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Quiz 4 Study Guide

by: jjb13n

Quiz 4 Study Guide PSB 3004C

GPA 2.54

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Material for quiz 4
Physiological Psychology
Dr Hull
Study Guide
50 ?




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This 8 page Study Guide was uploaded by jjb13n on Thursday March 3, 2016. The Study Guide belongs to PSB 3004C at Florida State University taught by Dr Hull in Spring 2016. Since its upload, it has received 137 views. For similar materials see Physiological Psychology in Psychlogy at Florida State University.


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Date Created: 03/03/16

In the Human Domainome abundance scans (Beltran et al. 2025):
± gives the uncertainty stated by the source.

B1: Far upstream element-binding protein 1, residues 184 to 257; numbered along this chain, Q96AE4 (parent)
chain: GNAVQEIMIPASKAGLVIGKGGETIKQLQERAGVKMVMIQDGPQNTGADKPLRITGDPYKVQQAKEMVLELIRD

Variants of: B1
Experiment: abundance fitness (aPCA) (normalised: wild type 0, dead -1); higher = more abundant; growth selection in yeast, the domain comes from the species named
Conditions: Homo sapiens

1. What is capacitation in sperm? What is the acrosome reaction? Why is it important?  Capacitation: Enzymes in the uterus/oviduct eat away the masking proteins.  (Sperm can live only a few hrs after capacitation.)   Acrosome reaction: Receptors exposed by capacitation bind to zona p., release  enzymes that eat through it.  Binding to ovum à Ca++ release in ovum à enzymes cause zona p. to become impenetrable by any more sperm. 2. What happens to the zona pellucida after a sperm penetrates the oocyte? 3. How long does it take the pronucleus in the oocyte to form after penetration by a  sperm?    About 4­6 hours after penetration.  4. What do the sperm and oocyte pronuclei do as soon as the oocyte pronucleus forms?  Male and female pronuclei replicate (do not combine into 1 nucleus);  replicated chromosomes line up in metaphase, separate into 2 daughter cells.  THEN male & female chromosomes combine into 1 nucleus/cell.   5. What is a blastocyst, and what does it do?  Blastocyst: A thin­walled hollow structure in early embryonic development  that contains a cluster of cells called the inner cell mass from which the  embryo arises.  32­cell blastocyst “hatches” from Z.P. & implants in endometrium:  beginning of pregnancy   6. By what age does the fetus begin to kick, suck its thumb, drink amniotic fluid,  urinate, wake & sleep?    After 14 – 16 wks: kicks, sucks thumb, drinks amniotic fluid, urinates,  wakes, sleeps (mostly REM). But brain very immature.   7. What is the main source of P after ~14 – 16 weeks post­conception?  Fetus takes control of mother: fetal side of placenta secretes P; fetal  adrenal à androgens, aromatized to E by placenta.   8. What is the DAX 1 gene?    The gene that encourages the developing fetus’ body to create ovaries.   9. What is gonadal intersexuality (true hermaphroditism)?  What are 2 ways it can be  produced?  Gonad with testicular tissue on the left and ovarian tissue on the right.   Can occur by early fusion of brother & sister embryos, by X inactivation  in XX fetus with SRY on one X, or 2 sperm (1X & 1Y) fertilizing an  ovum & 1 of its polar bodies. 10. What is X inactivation, and why is it important?  Without X inactivation, females would produce twice as much of these  proteins as males. 11. What is the origin and destination of migrating germ cells that will become sperm or  oocytes?  Germ cells that à oocytes and sperm arise from yolk sac, migrate to  genital ridge 12. What are Müllerian ducts?  What do they need to develop? 13. What are Wolffian  ducts?  What do they need to develop?  Males: antimüllerian hormone (AMH, a.k.a. Müllerian Inhibiting  Hormone, MIH) à Mullerian ducts go away; T à Wolffian duct  Females: No MIHà Müllerian ducts stay; no Tà no Wolffian ducts (Photo for questions 12 and 13) 14. What is Turner syndrome?  What are some symptoms?  Turner syndrome (XO) individuals are phenotypic females who do not enter  puberty and are infertile o XO genotype o Ovaries not fully developed à no steroid hormones o Must be treated with hormones to induce puberty. o Poor visuospatial skills o Most women with Turner’s syndrome lack normal ovaries. o Germ cells in the ovary require 2 X chromosomes to live. o They have short stature, broad chests, and webbed necks. o However, some have been quite successful. 15. What is Klinefelter syndrome?  What are some symptoms?  Klinefelter syndrome (XXY) individuals are phenotypic males who are generally  tall with somewhat feminized secondary sex characteristics and low testosterone  levels  Klinefelter syndrome: XXY, XXXY  Male, tall, small testes, breast development, sparse facial hair, low T, infertile (2   DAX­1 genes, poor language skills. 16. How can syndromes like XO, XXY, or XYY occur? 17. Describe androgen insensitivity syndrome: its cause and symptoms.  XY  Mutation of gene for androgen  receptor  (on X chromosome)  Insensitive to T  Normal testesà AMH & T  Woffian fail: no T­receptor  Mullerian ducts inhibited by AMH  Complete/partial 18. Describe congenital adrenal hyperplasia (CAH): its cause and symptoms in males and females.  Prenatal exposure to androgens: o Exposure to artificial steroid hormones (e.g., diethylstilbestrol,  medroxyprogesterone , etc.) can masculinize reproductive function and  behavior o Congenital adrenal hyperplasia (CAH):   Defect in enzyme that à cortisol  Low Cort à high ACTH from anterior pituitary:  “tries” to get  adrenal glands to produce more cortisol  Adrenals increase what they can produce: androgens and some  other steroids. o In male: differentiation OK, but early puberty and cessation of growth. o In female: enlarged clitoris and fused labia. o Play more with boys’ toys, less interested in motherhood, more inclined to male­typical activities and careers, more likely to be attracted to women,  but more hetero­ than lesbian, excel in visuospatial tasks 19. Describe 5­alpha reductase deficiency: its cause and symptoms.  Normal internal genitalia: testes secrete T, AMH (a.k.a. MIH) causes Mullerian  ducts to degenerate.  Lack of DHT leads to inadequate masculinization of external genitalia at birth  (DHT more potent than T)  Testes in labia or inguinal canal  Urogenital sinus: urethra & blind vagina  Prostate gland: small or absent  At puberty, lots of T à testes descend, scrotum darkens, phallus enlarges,  muscular, deep voice.  Transition to being male is easier because   Male role is valued in their society.  They did have T perinatally to masculinize their brain. 20. What is INAH­3, and why are people interested in it? Third interstitial nucleus of the anterior hypothalamus (INAH3) INAH3 is larger in men than in women, and larger in straight than in gay men. However, there is considerable overlap in size among females, males & gay men  LeVay reported that INAH 3 was also smaller in gay men than in straight men.  This is probably not just because gay men had brain degeneration due to AIDS.  There was at least 1 gay man who died of a heart attack, not AIDS, and his INAH 3 was also smaller than in straight men.  The other 3 INAH nuclei were NOT smaller in gay men.  Therefore, not  just a general degeneration.  However, we don’t know for sure what INAH 3 does  21. Describe the sex differences in SDN­POA and AVPV of rats.  What causes the  differences?  Sexually dimorphic nucleus (SDN) is larger in male rats than in females.   (Homologous to INAH3) o Same size in male and female fetuses before day 18 of gestation o T surges in males (day 18 of gestation and again ~ birth) à larger SDN in  males > females o Neurons die in females due to lack of T during early development; can’t  be “rescued” by T injections after 1 week postnatal. o T à E directly in MPOA is necessary. o Castration in adulthood à no effect o Female rats have larger AVPV (anteroventral periventricular nucleus) than do males. o Perinatal T decreases AVPV size – the opposite of its effect on SDN­POA o AVPV is involved in the positive feedback of E à LH surge. 22. Describe the effects of maternal stress on sex differentiation of rats.  Ingeborg Ward confined pregnant female rats under bright lights for 20 min x 3  times per day.  Male offspring were demasculinized in adulthood.  Stress à prenatal T surge occurred 2 days too early—before neurons were born in  the SDN­POA.  Therefore, the T surge fell on “deaf ears.”  Similar effects were found when mother rat received alcohol, cannabinol, or a  dopamine antagonist. 23. Describe 3 nonsexual sex differences.  Girls: wider hips; boys: wider shoulders  By adulthood, men have 50% more bone and muscle mass.  Women have higher  body fat %.  These are averages — there is great individual variability. 24. What are 3 factors that may influence the timing of pubertal development?  Puberty is starting at an earlier age o Nutrition o Environmental pollutants o Genetic changes 25. What are leptin and kisspeptin?  Leptin: hormone from fat cells  Mutation of leptin gene à no puberty  Leptin à kisspeptin (from several hypothalamic nuclei) à GnRH neurons  (MPOA)  Lack of kisspeptin receptor à no puberty  Kisspeptin  a protein molecule that is responsible for triggering the onset of puberty in humans. C21: after the KiSS­1 gene that produces it.